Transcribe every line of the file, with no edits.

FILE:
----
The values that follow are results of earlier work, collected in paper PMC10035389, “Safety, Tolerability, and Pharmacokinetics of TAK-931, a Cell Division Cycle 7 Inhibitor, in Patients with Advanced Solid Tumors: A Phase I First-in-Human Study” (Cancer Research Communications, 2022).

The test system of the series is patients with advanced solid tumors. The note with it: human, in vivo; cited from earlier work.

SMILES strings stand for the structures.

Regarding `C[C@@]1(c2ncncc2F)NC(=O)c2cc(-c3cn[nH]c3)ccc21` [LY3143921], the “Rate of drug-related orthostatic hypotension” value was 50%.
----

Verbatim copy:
The values that follow are results of earlier work, collected in paper PMC10035389, “Safety, Tolerability, and Pharmacokinetics of TAK-931, a Cell Division Cycle 7 Inhibitor, in Patients with Advanced Solid Tumors: A Phase I First-in-Human Study” (Cancer Research Communications, 2022).

The test system of the series is patients with advanced solid tumors. The note with it: human, in vivo; cited from earlier work.

SMILES strings stand for the structures.

Regarding `C[C@@]1(c2ncncc2F)NC(=O)c2cc(-c3cn[nH]c3)ccc21` [LY3143921], the “Rate of drug-related orthostatic hypotension” value was 50%.